Google and Apple face antitrust probe in Mexico

People entering and exiting Google's Kings Cross offices
(Image credit: Shutterstock)

As Google and Apple continue to battle allegations of monopoly, Mexico on Friday launched an antitrust probe against the tech giants, accusing the duo of "completely inhibit(ing) competition".

Mexican telecommunications regulator IFT was notified of the firms’ anti-competitive conduct by Mony de Swaan Addati, the former head of the telecommunications federation that IFT later replaced.

In his complaint, Addati accused Apple and Google of "completely inhibit(ing) competition" by "taking advantage of their monopoly in app stores to tie use of their own payment processing systems for in-app purchases."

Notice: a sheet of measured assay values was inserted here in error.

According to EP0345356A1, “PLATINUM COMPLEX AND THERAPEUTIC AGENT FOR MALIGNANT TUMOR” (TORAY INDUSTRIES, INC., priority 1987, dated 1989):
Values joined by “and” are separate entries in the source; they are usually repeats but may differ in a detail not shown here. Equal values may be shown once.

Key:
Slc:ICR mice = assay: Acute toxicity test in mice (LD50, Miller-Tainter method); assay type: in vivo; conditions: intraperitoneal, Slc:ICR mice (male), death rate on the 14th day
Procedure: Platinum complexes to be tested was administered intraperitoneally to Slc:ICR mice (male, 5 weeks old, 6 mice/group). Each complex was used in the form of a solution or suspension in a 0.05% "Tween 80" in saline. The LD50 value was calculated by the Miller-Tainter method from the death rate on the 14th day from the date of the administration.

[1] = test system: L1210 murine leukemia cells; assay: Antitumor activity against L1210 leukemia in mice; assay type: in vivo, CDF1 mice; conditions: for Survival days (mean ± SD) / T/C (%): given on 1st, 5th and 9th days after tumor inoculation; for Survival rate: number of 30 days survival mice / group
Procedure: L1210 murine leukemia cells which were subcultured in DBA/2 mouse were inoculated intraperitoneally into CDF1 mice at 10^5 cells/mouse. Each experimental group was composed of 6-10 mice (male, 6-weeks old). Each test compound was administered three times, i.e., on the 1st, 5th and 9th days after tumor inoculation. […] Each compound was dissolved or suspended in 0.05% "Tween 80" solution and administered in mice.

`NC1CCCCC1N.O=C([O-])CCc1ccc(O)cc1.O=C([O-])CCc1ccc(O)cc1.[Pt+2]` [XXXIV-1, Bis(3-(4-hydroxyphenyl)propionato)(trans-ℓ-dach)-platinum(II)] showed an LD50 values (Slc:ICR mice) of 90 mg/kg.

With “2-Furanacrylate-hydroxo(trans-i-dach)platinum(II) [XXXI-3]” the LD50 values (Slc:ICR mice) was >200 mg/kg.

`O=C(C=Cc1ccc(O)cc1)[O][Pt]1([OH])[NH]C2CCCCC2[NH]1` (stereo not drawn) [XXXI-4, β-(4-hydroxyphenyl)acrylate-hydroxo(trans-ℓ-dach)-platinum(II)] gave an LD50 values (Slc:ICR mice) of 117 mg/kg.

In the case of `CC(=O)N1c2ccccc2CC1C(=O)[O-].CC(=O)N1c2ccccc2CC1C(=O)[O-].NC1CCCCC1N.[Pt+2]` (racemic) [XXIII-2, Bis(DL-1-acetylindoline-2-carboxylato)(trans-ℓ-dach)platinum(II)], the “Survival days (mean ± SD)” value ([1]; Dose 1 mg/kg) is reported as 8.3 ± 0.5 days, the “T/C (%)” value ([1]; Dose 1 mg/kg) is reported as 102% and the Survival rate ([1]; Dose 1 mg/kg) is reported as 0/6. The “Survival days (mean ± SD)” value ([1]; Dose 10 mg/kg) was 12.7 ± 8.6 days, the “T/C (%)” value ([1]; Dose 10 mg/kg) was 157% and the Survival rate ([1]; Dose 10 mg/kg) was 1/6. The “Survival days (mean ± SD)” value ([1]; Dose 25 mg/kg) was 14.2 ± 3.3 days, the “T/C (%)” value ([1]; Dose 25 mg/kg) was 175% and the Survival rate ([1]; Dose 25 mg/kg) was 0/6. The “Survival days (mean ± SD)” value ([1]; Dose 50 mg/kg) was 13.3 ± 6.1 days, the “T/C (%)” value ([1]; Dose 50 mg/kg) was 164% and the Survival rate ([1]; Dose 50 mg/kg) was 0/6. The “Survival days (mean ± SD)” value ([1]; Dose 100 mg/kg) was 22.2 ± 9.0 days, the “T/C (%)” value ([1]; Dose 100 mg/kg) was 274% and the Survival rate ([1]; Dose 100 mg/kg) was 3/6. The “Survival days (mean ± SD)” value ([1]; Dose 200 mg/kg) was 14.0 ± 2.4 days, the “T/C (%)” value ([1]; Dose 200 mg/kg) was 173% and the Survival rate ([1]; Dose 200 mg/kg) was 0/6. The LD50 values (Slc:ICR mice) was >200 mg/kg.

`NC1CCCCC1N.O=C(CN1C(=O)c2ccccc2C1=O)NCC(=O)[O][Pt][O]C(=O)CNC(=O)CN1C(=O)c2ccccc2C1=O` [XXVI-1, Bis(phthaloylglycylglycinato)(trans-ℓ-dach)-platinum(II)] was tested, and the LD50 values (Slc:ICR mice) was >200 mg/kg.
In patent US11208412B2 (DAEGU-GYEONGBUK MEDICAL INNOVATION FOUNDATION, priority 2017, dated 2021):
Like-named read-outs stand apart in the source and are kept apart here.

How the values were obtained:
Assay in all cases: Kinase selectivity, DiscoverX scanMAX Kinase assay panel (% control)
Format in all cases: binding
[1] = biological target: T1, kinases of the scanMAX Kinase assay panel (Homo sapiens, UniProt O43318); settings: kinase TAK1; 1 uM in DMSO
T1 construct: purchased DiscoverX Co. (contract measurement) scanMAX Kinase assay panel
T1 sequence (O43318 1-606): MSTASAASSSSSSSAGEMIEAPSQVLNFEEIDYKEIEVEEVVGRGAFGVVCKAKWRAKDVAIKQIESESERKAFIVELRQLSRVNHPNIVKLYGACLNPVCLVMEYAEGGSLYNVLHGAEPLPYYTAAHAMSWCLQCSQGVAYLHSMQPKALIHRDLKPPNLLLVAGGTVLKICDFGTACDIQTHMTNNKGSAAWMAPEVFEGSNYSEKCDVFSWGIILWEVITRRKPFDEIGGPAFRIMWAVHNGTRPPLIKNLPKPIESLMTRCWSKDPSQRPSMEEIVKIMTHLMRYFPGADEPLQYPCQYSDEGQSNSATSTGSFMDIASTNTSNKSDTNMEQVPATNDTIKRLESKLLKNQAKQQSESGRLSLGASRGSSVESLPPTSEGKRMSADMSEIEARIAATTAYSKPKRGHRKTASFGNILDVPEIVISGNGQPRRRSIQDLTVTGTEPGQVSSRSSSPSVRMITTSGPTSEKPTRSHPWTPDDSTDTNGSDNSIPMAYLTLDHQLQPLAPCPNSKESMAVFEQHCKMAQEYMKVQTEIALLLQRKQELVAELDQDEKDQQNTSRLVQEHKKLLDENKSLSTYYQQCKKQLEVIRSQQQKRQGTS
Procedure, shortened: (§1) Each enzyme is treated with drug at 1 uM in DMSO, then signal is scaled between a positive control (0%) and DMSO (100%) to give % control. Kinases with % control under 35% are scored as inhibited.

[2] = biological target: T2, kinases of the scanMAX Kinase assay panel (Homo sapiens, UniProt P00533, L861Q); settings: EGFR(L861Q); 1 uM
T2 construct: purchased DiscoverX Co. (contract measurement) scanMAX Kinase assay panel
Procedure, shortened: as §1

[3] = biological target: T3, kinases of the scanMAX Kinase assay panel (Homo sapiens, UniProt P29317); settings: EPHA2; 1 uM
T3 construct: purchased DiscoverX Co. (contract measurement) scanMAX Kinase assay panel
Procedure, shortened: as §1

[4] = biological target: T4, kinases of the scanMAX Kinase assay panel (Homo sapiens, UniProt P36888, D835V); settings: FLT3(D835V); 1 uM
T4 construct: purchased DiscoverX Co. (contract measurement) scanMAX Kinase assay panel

Crippling competition, Google's Play store and Apple's store charge 15%-20% commission.

"I have full confidence that (the IFT) will investigate and exercise its powers - in line with international best practices - so that these companies stop abusing their market power to the detriment of developers and consumers," added Addati.

Besides app store dominance, Google's Android has the largest market share in Mexico with 77% penetration, according to the latest data from Statcounter.

The latest probe adds to mounting lawsuits and complaints filed against the companies.

Back in August, the US Department of Justice sued Google for abuse of its dominant position in the digital advertising market. French app developers sue Apple over supra-competitive App Store fees in the same month.